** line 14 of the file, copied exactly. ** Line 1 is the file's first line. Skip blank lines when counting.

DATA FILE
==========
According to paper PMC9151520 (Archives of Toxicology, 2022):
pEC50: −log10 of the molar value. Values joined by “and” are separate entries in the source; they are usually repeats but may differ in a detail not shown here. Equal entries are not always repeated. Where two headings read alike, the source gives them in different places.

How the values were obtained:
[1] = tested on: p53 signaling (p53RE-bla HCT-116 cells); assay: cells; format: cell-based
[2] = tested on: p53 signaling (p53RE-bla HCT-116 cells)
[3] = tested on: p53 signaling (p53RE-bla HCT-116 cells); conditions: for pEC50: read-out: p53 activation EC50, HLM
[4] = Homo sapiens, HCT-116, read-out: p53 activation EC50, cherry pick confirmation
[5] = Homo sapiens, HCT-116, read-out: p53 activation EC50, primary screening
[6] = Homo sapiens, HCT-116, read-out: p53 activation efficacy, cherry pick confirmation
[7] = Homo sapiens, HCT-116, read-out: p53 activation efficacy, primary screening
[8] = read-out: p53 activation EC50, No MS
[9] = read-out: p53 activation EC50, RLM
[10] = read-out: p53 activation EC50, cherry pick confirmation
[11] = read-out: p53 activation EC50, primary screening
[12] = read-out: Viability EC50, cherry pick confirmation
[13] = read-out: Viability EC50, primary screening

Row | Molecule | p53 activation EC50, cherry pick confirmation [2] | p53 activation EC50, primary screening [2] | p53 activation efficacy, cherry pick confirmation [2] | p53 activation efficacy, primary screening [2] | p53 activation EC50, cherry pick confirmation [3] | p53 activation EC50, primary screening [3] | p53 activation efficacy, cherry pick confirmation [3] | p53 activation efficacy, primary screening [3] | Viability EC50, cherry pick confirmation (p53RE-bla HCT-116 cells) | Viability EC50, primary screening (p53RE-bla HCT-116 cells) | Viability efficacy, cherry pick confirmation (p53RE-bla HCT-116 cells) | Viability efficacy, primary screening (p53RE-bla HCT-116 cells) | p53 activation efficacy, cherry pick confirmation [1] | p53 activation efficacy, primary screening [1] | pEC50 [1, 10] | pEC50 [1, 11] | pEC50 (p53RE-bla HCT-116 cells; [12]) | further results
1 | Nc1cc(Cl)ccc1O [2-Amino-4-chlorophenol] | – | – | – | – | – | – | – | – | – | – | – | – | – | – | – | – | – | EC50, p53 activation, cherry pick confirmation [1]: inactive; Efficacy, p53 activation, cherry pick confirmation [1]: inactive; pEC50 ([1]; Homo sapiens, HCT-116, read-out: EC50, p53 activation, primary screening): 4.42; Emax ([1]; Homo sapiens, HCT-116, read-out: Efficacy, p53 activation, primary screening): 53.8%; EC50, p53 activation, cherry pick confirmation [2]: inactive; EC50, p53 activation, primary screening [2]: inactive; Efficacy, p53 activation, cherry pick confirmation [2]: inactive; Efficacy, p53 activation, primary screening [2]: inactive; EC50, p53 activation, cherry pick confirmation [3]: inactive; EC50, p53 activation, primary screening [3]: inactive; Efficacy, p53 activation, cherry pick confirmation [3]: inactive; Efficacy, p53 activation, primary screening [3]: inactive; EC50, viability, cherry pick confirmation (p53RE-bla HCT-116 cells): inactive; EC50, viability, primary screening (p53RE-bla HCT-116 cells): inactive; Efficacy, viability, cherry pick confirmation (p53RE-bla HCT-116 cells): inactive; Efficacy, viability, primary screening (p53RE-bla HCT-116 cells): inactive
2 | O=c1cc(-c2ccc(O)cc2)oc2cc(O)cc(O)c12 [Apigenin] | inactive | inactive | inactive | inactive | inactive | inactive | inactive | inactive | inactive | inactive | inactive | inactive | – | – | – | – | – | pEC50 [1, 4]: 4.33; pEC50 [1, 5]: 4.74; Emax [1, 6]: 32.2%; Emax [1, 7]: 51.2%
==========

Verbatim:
[11] = read-out: p53 activation EC50, primary screening